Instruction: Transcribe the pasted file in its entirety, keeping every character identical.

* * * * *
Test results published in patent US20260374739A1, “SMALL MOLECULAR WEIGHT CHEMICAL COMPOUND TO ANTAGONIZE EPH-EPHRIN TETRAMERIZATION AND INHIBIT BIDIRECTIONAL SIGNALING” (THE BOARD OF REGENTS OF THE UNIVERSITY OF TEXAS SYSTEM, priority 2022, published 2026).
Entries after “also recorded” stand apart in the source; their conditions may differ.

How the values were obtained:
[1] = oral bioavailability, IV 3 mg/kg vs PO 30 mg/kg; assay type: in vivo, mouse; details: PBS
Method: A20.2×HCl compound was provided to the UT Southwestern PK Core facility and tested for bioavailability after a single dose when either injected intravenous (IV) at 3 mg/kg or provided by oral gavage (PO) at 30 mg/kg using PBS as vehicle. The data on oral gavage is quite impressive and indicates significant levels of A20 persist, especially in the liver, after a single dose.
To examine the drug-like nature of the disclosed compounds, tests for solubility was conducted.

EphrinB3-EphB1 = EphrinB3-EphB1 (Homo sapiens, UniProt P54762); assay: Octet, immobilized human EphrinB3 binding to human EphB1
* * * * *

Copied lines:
Test results published in patent US20260374739A1, “SMALL MOLECULAR WEIGHT CHEMICAL COMPOUND TO ANTAGONIZE EPH-EPHRIN TETRAMERIZATION AND INHIBIT BIDIRECTIONAL SIGNALING” (THE BOARD OF REGENTS OF THE UNIVERSITY OF TEXAS SYSTEM, priority 2022, published 2026).
Entries after “also recorded” stand apart in the source; their conditions may differ.

How the values were obtained:
[1] = oral bioavailability, IV 3 mg/kg vs PO 30 mg/kg; assay type: in vivo, mouse; details: PBS
Method: A20.2×HCl compound was provided to the UT Southwestern PK Core facility and tested for bioavailability after a single dose when either injected intravenous (IV) at 3 mg/kg or provided by oral gavage (PO) at 30 mg/kg using PBS as vehicle. The data on oral gavage is quite impressive and indicates significant levels of A20 persist, especially in the liver, after a single dose.
To examine the drug-like nature of the disclosed compounds, tests for solubility was conducted.

EphrinB3-EphB1 = EphrinB3-EphB1 (Homo sapiens, UniProt P54762); assay: Octet, immobilized human EphrinB3 binding to human EphB1